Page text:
This stylish and sleek tuner is perfect for banjo guitars. It comes with almost all the features that you would expect from a tuner. It has a full-color display with clear information that is easy to read. The real tuner has all the function buttons on the front panel.
The "mode" button turns on the tuner. Pressing the mode button again will enable you to select the instrument that you would like to tune. Weirdly, despite mentioning that it is compatible with banjos, the tuner does not have a banjo mode.
However, using the chromatic mode gets the job done. The "Mic" button lets you select between clip-on or microphone mode. Enabling the microphone mode will let the tuner record the notes and give the reading, while the clip-on mode directly picks up sounds of the instrument from vibrations.
The tuner head can turn 360 degrees so that you can view it from all directions. The chromatic mode is alright for tuning banjos. The Real Tuner has an A4 pitch calibration between 430-450 Hz and a good tuning range between E0-B7.
It picks up sound well in noisy environments, thanks to its sensitive vibration sensor. It has a quick response time but is not accurate when tuning higher notes. It might be due to the lack of a dedicated banjo mode. The product comes with a manual so beginners can understand the basics of tuning. Moreover, the three years guarantee also assures quality.
5. AROMA AT102 - BEST BUDGET BANJO TUNER
The Aroma AT102 is a small clip-on tuner offering a backlit LCD and a 360-degree rotating clip. The build looks clumsy but what can you expect from such a cheap option? The small size makes it easily portable and convenient for you to carry it to concerts and gigs.
It is suitable for all stringed instruments and has a pitch calibration ranging from 430-450 Hz, which in my opinion is small. It is an extremely cheap option for people who want a tuner but do not want to spend a lot of money. I am not fond of its accuracy since the reading tends to fluctuate a lot.
The tuning accuracy is okay for amateurs but not for professionals. On the brighter side, you get four free guitar picks which are cute. All-in-all, you might be saving few bucks, but I would suggest looking for a better option to get better quality.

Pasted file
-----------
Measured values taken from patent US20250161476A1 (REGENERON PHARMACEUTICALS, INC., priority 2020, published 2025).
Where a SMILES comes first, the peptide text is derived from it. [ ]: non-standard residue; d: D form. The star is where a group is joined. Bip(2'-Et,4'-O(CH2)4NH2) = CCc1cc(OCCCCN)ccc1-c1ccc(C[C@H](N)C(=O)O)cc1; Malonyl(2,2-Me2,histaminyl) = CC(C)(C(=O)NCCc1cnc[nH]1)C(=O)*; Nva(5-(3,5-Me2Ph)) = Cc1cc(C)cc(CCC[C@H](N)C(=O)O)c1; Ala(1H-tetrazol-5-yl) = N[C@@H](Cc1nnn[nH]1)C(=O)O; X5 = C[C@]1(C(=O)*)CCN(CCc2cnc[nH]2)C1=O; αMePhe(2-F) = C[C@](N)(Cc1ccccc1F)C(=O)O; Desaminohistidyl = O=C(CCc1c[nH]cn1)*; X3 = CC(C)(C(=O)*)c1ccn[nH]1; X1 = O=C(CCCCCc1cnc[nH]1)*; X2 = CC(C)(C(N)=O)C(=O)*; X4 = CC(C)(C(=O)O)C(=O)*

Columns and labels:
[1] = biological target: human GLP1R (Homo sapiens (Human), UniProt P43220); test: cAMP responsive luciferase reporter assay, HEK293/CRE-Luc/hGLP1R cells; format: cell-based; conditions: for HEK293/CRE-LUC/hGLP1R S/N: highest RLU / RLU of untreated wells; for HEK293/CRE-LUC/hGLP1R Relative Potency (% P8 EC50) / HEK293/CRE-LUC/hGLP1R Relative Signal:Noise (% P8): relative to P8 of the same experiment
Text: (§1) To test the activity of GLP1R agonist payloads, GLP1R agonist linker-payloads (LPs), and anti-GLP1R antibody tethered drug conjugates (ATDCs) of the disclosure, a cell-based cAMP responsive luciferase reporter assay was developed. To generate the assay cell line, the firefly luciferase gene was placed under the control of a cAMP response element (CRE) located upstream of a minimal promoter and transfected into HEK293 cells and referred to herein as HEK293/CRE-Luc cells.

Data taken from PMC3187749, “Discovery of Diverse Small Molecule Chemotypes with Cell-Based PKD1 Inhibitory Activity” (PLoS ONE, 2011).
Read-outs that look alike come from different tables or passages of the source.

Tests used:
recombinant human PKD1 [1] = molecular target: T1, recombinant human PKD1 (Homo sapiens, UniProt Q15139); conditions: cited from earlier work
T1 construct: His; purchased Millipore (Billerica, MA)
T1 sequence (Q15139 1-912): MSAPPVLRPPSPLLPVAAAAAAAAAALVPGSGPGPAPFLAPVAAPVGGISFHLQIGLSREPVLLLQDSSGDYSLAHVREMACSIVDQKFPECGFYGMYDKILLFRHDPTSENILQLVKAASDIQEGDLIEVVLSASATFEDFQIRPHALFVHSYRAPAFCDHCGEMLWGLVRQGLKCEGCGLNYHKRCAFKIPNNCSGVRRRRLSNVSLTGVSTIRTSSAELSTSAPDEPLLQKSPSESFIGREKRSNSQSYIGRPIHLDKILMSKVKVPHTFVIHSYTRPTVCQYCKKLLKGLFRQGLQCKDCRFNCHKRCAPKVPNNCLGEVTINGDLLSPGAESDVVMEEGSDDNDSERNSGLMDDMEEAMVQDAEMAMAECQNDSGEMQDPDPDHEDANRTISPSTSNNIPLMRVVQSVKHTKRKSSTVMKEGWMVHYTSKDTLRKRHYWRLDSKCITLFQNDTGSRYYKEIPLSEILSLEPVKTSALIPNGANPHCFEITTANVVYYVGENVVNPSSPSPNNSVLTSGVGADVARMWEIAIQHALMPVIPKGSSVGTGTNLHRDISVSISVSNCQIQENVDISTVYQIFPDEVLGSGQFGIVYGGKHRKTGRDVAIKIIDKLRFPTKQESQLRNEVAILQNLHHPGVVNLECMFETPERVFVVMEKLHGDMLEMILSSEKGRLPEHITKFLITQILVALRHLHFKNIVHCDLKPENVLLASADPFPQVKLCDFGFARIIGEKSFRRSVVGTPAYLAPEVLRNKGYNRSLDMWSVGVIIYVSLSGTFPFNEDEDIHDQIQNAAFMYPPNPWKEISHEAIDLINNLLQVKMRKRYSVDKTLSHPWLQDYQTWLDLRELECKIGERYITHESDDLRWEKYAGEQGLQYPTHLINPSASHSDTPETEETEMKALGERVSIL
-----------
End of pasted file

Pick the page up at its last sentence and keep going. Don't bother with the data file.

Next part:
6. SNARK ST-8
Snark ST-8 is part of the 'Super Tight' series and is the upgraded version of the ST-2 model. It looks very similar to ST-2. Both models have a soft plastic coating with LCD screen and colored needles. However, ST-8 shows one or two needles at a time, until you reach perfect tuning, as depicted in the form of a blue needle.
I feel that this is a downside of ST-8 when compared to its predecessor. Not being able to see all the needles simultaneously makes tuning a slow process. ST-8 does not have an internal microphone option like the previous model. But I don't think you would require one since it is a clip-on model anyway.
It has only a vibration sensor. Just like ST-2, it offers a tap tempo metronome and a transpose mode. It has a pitch calibration of 415-466 Hz, giving a fairly accurate reading, although you might encounter mild inaccuracies while tuning high notes.
The display head rotates full 360 degrees, offering flexibility while fitting it to the headstock. Moreover, it offers a better and tighter adjustment that the previous models.
Unfortunately, it is not compatible with instruments having finishes composed of nitrocellulose lacquer, french polish and polyurethane. Therefore, Snark tuners cannot be used with Gibson banjos as they have a nitrocellulose finish.
Overall, it is a low-cost option for beginners. Despite having some flaws, I can recommend it to those who are buying a tuner for the first time.
7. KORG TM-60 - BEST BANJO TUNER WITH PICKUP
The Korg TM-60 is a tuner that also has a metronome. Therefore, TM-60 can be useful for both pitch training and rhythm training. The metronome is a staple item for any musician, especially for banjo players, so you might find this feature useful. The large LCD screen is easy to read and shows both the tuner and the metronome.
You can also adjust the screen brightness as per your convenience. Hence, no matter where you are, you can always set the brightness according to what the environment demands. It covers a tuning range of C1-C8 which lets you use it almost all instruments. It has a quick response and precision while tuning.
The metronome operates from 30-252 BPM and incorporates 15 rhythm variations and different tempos. Additionally, it is not power-hungry and has a long-lasting battery life of approximately 130 hours. Stress no more about the battery dying and practice!
8. SNARK SN5X
The Snark SN5X tuner claims to tune banjos, which is great considering this is what you are looking for. However, upon further research, I came to the frustrating realization that it still does not have a banjo mode. Yet, tuning is still possible using the chromatic scale mode, albeit with poor accuracy.
Aside from the false advertising, it is very similar to all the Snark models. It has the usual HD display with a 360-degree swivel head. The information is color coded and easy to read. Despite false advertisement, I cannot ignore that Snark tuners have impressive utility and functionality.
Tuning can be cumbersome, but it is an essential part of playing any stringed instrument. You cannot go on-stage with an out-of-tune banjo and expect to give a marvelous performance. Tuning applications can work for hobbyists but not for someone serious about music.
Choosing the best banjo tuner depends on your needs. For effective functionality, you need a tuner that will be portable, can pick up notes through vibrations and has a good display. Keeping these tips in mind, I would like you to go through the features and see which one meets your needs the best.